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Spring 2003 cover

National Observer Home > No. 58 - Spring 2003 > Editorial Comment

The Serious Matter of Bracket Creep

The phenomenon of bracket-creep (whereby due to inflation incomes move into increasingly high tax brackets, and are hence subject to higher rates of tax) has been known for many years. But it has not received the attention it merits. It has been largely ignored by newspaper journalists and other media commentators, who have interested themselves instead in the fashionable topics of the day.

Bracket-creep has created a very serious threat to standards of living. It enables governments to increase taxation by stealth. It delivers an increasingly large proportion of the national income to the wasteful hands of government.

The longer bracket-creep continues, the closer less well-off taxpayers will come to the maximum (48.5 per cent) tax rate, and the greater will be the proportion of national income that will be taxed at this penal rate.

Anomalously, groups purporting to represent the less well-off have often urged the maintenance of very high tax rates for better-off groups. But this approach (essentially grounded in envy) has backfired against the less-well off, who themselves have been victims of bracket-creep and have lost increasing proportions of their incomes to government.

It has recently been reported that during 2002-2003 household income increased by 3.5 per cent, whereas income tax on individuals increased by 8.6 per cent. The greater part of this disparity is attributable to bracket-creep.

Remedies for Bracket-Creep

Generally, the most satisfactory remedy for bracket-creep is the indexation of tax rates, so that they are automatically adjusted for inflation. In contrast, when governments periodically provide "tax-cuts" (generally for electoral gain), taxpayers receive back far less than they have been penalised in bracket-creep.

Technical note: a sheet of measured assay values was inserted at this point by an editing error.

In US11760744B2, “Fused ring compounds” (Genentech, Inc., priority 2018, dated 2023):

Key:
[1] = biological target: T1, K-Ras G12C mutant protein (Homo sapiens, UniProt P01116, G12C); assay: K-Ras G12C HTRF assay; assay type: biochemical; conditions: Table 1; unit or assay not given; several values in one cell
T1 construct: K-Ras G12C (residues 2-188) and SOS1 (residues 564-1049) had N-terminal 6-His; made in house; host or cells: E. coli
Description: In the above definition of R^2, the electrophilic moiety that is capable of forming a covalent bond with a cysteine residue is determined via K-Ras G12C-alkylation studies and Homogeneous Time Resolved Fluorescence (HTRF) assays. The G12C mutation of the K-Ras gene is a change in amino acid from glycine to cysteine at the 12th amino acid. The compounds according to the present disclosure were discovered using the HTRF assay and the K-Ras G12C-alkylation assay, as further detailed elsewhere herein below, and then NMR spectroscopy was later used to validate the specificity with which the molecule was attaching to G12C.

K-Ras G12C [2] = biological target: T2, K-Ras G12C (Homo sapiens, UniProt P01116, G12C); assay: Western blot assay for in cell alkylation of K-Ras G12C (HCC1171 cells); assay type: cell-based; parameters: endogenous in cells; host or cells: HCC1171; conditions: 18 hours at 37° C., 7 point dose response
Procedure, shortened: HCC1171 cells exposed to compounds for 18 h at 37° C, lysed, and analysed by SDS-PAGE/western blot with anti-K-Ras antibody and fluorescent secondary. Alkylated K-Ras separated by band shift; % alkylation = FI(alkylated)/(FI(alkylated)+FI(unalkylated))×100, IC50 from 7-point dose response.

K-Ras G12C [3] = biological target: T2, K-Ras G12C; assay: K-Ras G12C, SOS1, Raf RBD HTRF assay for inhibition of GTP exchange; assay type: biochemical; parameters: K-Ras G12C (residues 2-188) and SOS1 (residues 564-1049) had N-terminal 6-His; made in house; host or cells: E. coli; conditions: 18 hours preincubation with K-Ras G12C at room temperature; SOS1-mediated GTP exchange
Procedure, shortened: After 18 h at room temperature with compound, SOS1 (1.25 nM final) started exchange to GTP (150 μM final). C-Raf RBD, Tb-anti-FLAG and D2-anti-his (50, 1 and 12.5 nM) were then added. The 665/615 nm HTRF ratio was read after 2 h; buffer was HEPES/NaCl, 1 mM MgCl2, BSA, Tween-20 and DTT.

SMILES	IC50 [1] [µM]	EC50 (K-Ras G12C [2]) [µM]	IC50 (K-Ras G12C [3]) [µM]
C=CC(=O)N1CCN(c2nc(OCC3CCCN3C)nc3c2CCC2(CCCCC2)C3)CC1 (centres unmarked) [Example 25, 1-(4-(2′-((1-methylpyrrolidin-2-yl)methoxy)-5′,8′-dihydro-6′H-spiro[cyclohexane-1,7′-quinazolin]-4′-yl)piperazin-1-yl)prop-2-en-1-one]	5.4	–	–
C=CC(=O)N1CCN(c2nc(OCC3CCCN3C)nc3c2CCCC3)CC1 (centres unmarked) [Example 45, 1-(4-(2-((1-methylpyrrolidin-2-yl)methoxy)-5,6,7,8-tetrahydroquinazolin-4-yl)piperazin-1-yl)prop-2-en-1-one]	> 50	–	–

Curiously, there is so far limited public pressure for the indexation of tax rates. In the absence of such pressure politicians are happy to have the current position continue, whereby election promises and wasteful government expenditure can be funded automatically, without any need to legislate for tax increases.

However in view of the extraordinary apathy of the electorate, and the absence at this stage of sufficient pressure upon politicians to introduce tax-indexation, a second remedy must be considered. This remedy consists in the regular reduction of the higher rates of tax. These rates are in any event too high, by international standards. Hence an annual reduction of one per cent (that is, by one per cent every year) of the maximum 48.5 per cent rate would be appropriate, until at the highest a 40 per cent maximum rate applies instead. Other higher rates should be reduced correspondingly.

Increasing Taxation and Mr. Peter Costello

The problems of bracket-creep and high taxation are compounded by Mr. Peter Costello. Although Mr. Costello is the Treasurer in a Liberal-National Party Government, under Mr. John Howard, his high-taxation policies and his adoption of onerous taxation regulation are more appropriate to a Labor Party Treasurer. One of Mr. Howard's most serious errors has been to permit Mr. Costello to continue in this office.

It may be expected that the increasing burdens of bracket-creep will not be properly addressed until there is a change of Treasurers. Who would be a suitable replacement? He would need to be a person committed to small government and to the restriction of taxation to reasonable levels. But few of Mr. Howard's ministers fall into this category. Most of them may be regarded as unduly opportunistic, intent upon retaining their high offices, and in no way committed to the protection of the citizen against government imposts.

Two exceptions amongst this depressing group are Mr. Tony Abbott and Senator Nick Minchin. Both of them are prepared to implement policies that would be approved of by the great majority of Liberal Party and National Party voters. They favour a containment of big government, a reduction in government regulation and a relatively low-tax economy in which real standards of living can increase. But most of their colleagues are little better - and in some cases worse - than their Labor Party opponents. In these circumstances it is little wonder that bracket-creep is continuing to erode the standard of living of Australians and to accelerate government spending, regulation and control.

National Observer No. 58 - Spring 2003